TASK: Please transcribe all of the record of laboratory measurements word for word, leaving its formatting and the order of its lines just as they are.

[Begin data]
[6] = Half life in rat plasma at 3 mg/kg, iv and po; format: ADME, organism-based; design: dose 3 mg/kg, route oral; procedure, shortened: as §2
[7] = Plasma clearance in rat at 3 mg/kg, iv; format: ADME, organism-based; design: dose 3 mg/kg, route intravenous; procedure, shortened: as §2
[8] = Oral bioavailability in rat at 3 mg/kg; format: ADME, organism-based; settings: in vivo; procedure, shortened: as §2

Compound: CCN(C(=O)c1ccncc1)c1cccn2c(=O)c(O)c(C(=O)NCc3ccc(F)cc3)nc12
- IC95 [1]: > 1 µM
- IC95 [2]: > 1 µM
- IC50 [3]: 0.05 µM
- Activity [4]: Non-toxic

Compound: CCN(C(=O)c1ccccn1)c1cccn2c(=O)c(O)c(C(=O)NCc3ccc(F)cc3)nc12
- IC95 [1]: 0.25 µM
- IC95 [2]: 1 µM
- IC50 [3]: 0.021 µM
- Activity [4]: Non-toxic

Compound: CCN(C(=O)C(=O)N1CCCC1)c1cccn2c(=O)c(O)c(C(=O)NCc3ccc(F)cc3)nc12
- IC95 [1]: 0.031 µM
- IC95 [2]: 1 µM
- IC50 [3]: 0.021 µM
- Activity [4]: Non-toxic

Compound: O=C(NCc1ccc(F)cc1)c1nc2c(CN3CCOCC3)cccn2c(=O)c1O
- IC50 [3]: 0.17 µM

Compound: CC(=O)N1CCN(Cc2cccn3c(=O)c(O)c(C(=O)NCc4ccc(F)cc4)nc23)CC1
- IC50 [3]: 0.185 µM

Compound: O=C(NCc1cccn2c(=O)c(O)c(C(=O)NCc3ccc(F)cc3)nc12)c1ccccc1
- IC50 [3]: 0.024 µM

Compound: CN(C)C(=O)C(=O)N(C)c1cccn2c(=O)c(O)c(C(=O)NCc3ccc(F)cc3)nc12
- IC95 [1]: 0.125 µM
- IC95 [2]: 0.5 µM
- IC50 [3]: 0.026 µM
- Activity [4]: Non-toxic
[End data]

[6] = Half life in rat plasma at 3 mg/kg, iv and po; format: ADME, organism-based; design: dose 3 mg/kg, route oral; procedure, shortened: as §2
[7] = Plasma clearance in rat at 3 mg/kg, iv; format: ADME, organism-based; design: dose 3 mg/kg, route intravenous; procedure, shortened: as §2
[8] = Oral bioavailability in rat at 3 mg/kg; format: ADME, organism-based; settings: in vivo; procedure, shortened: as §2

Compound: CCN(C(=O)c1ccncc1)c1cccn2c(=O)c(O)c(C(=O)NCc3ccc(F)cc3)nc12
- IC95 [1]: > 1 µM
- IC95 [2]: > 1 µM
- IC50 [3]: 0.05 µM
- Activity [4]: Non-toxic

Compound: CCN(C(=O)c1ccccn1)c1cccn2c(=O)c(O)c(C(=O)NCc3ccc(F)cc3)nc12
- IC95 [1]: 0.25 µM
- IC95 [2]: 1 µM
- IC50 [3]: 0.021 µM
- Activity [4]: Non-toxic

Compound: CCN(C(=O)C(=O)N1CCCC1)c1cccn2c(=O)c(O)c(C(=O)NCc3ccc(F)cc3)nc12
- IC95 [1]: 0.031 µM
- IC95 [2]: 1 µM
- IC50 [3]: 0.021 µM
- Activity [4]: Non-toxic

Compound: O=C(NCc1ccc(F)cc1)c1nc2c(CN3CCOCC3)cccn2c(=O)c1O
- IC50 [3]: 0.17 µM

Compound: CC(=O)N1CCN(Cc2cccn3c(=O)c(O)c(C(=O)NCc4ccc(F)cc4)nc23)CC1
- IC50 [3]: 0.185 µM

Compound: O=C(NCc1cccn2c(=O)c(O)c(C(=O)NCc3ccc(F)cc3)nc12)c1ccccc1
- IC50 [3]: 0.024 µM

Compound: CN(C)C(=O)C(=O)N(C)c1cccn2c(=O)c(O)c(C(=O)NCc3ccc(F)cc3)nc12
- IC95 [1]: 0.125 µM
- IC95 [2]: 0.5 µM
- IC50 [3]: 0.026 µM
- Activity [4]: Non-toxic